Yes, chef: Studio Freight’s ‘more is more’ approach to Lunchbox’s brand embraces the eclectic
“The identity has a ‘more is more’ ethos,” Aaron Marks, Design Director at Studio Freight, tells us, detailing the design thinking behind the Columbus and NYC-based independent creative practice’s brand for Lunchbox, an empowering restaurant-first platform helping eateries elevate their business. “It’s a maximalist brand with the swagger, irreverence, and obsessiveness of an innovative chef,” Marks explains, “and the system was designed to enable a near-infinite number of distinct applications,” leading the charge with an eclectic concoction of transfixing typography, namely TT Trailers by TypeType, KOMETA’s Attila Sans and Stabil Grotesk, as well as Fraktion Mono from Pangram Pangram. “This rebels against the modern designer’s tendency to limit the amount of type variety and intervals in favour of consistency and repeatability,” Marks continues, “for Lunchbox, however, we felt that that approach was too rigid,” instead providing the identity with “more ingredients to cook with” and, supportively, a versatile typographic system.
Whilst providing a spirited, chef-like tone, the type collection at the foundation of Lunchbox’s brand also offers an American wood type-inspired style and practically; capturing an unlikely vibe of characterful business acumen. “The suite of brand typefaces were chosen as ingredients to create powerful, unique compositions,” Marks explains, assigning specific roles to specific typefaces. “For example, we chose TT Trailers due to its off-kilter sensibility,” he suggests, utilising its striking kitsch for impactful, irreverent headline copy. In contrast, Stabil Grotesk and Fraktion Mono find their home in the practical, product applications suited best to body text. “Attila is used in short bursts for headers,” Marks details, “as the wide characters pair strongly with TT Trailer’s narrow forms, which gives us lots of flexible variety for type lockups,” hailing back to wanted-style, Americana posters. “The result is a system with just the right kind of variety that can do several different jobs at once,” he studio remarks, “the brand can be buttoned up or choose to not wear a suit at all,” allowing itself to be “appropriately angsty” – and correspondingly practical – at the right place and time. “That tension was our benchmark for success for the Lunchbox brand.”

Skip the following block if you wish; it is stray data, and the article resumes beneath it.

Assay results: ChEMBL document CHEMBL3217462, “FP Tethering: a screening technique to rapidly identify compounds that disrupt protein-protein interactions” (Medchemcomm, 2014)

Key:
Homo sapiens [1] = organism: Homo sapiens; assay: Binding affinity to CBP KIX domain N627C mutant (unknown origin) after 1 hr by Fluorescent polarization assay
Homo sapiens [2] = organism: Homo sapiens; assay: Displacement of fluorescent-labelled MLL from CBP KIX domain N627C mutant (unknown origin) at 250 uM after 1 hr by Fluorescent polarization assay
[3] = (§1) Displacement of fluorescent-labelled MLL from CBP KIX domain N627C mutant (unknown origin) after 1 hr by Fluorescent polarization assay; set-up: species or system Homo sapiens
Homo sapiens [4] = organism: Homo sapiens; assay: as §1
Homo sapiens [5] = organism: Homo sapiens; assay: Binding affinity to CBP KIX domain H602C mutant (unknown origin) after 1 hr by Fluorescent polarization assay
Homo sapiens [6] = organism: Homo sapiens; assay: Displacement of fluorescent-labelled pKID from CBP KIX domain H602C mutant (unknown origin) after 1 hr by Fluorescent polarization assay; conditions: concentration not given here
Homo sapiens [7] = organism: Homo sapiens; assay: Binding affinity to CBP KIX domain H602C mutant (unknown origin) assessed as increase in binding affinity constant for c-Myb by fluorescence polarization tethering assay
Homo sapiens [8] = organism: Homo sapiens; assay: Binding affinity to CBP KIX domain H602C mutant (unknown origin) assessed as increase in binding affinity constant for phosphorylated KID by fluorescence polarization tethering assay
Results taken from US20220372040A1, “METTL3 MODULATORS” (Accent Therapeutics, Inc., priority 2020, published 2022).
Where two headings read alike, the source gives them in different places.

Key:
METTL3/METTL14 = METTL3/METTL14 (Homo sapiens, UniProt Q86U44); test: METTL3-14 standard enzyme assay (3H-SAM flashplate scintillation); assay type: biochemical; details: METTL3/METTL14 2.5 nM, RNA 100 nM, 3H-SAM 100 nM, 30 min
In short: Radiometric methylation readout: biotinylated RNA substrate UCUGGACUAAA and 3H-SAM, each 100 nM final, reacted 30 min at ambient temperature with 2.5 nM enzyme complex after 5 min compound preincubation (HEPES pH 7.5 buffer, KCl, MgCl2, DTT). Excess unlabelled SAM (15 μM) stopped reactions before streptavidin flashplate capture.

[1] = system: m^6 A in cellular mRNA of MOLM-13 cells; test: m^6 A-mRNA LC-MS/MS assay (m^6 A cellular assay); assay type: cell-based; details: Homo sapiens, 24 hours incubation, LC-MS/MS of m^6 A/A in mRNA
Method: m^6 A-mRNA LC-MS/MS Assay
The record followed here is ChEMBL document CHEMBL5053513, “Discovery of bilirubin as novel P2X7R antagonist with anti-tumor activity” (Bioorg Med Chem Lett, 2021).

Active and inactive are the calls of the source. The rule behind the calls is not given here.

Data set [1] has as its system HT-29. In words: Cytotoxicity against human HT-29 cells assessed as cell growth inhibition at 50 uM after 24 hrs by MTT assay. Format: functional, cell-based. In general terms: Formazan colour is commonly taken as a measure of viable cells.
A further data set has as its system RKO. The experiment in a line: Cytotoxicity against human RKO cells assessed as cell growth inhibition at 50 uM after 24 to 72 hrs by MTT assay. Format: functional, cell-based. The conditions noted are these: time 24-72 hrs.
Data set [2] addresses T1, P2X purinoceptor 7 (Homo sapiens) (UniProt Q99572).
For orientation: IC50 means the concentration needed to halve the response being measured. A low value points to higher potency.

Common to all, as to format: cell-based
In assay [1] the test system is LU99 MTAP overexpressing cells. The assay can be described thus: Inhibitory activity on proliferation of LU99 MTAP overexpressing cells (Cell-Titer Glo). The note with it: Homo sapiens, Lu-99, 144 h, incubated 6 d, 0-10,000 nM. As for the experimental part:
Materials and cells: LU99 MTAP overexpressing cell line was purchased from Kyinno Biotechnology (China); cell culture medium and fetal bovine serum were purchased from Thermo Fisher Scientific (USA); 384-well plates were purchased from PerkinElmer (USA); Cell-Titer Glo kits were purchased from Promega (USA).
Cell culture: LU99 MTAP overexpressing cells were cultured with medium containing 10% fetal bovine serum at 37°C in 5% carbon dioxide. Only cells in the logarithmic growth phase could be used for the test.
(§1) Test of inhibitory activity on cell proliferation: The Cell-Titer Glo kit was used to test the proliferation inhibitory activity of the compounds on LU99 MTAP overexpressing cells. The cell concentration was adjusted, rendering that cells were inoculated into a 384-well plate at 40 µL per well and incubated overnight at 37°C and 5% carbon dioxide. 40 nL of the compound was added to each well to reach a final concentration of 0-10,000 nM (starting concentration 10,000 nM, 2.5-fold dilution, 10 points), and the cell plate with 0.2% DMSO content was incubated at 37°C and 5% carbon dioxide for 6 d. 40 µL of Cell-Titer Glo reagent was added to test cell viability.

Collaborating with creative Chris Koelsch to kinetically bring the brand to life through motion, alongside original music from Jeremy Claudio, Studio Freight’s approach to the surrounding visual identity beyond the typographic output is also extravagant, punctuated with colour and character (and more knives than you’d expect). “Early in the process, we knew illustration would play a significant role in the identity,” Marks details, about delaying the formalisation of colour choices until further research; the palette ultimately emerged when the team began digging into traditional tattoos. “We were thumbing through a few vintage Sailor Jerry flash sheets at a local tattoo shop,” he recalls, “and fell in love with the colour frequently used in his paintings, notably washed-out green, yellow and hues. These colours resting between bold black lines felt like the right amount of ‘crazy’,” he suggests, noting the disparity between these tones, and those typically of technology-based brands. “The palette is confident, daring, and extremely unusual,” Marks tells us, “drawing from the wide-ranging experimental food world Lunchbox is immersed in.”
The illustrations themselves find their inspiration in traditional American tattooing, utilising extreme black outlines alongside the brand hues of Lunchbox’s colour palette. “The illustrations represent the grit, culture, and rebellious spirit surrounding chefs and their kitchens,” Marks details, noting Anthony Bourdain as a key reference. “This fuels the heartbeat of Lunchbox and its fearless stance on the food industry,” he adds, interpreting their classic design through a contemporary, distinctly-Lunchbox lens. “The illustrations were intended to defy expectations and turn the familiar upside down,” he notes, “all while maintaining a clear connection to the brand’s culinary and technological roots,” concluding, “to our surprise, 200+ individuals have tattooed the Lunchbox illustrations on their body… full circle moment.”